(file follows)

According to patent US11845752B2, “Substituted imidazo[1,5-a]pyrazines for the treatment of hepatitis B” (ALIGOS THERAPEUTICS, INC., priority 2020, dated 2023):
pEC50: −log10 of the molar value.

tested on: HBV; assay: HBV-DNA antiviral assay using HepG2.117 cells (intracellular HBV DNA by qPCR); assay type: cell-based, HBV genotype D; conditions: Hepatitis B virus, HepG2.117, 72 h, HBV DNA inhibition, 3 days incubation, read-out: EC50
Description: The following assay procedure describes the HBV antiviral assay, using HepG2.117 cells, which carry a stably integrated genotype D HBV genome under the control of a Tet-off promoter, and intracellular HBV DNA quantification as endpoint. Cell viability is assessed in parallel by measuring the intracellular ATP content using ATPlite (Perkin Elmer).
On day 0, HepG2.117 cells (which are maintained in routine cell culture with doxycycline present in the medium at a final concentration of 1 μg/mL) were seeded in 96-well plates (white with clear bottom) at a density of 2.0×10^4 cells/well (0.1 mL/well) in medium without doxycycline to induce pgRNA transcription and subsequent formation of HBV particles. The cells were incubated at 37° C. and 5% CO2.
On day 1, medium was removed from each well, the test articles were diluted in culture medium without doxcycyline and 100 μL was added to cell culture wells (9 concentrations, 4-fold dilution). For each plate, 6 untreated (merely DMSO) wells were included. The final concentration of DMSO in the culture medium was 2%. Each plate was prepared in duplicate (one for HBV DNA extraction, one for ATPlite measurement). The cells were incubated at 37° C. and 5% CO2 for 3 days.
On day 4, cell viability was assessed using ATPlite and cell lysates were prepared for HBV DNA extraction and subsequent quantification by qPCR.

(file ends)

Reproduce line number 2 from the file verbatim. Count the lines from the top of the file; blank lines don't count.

pEC50: −log10 of the molar value.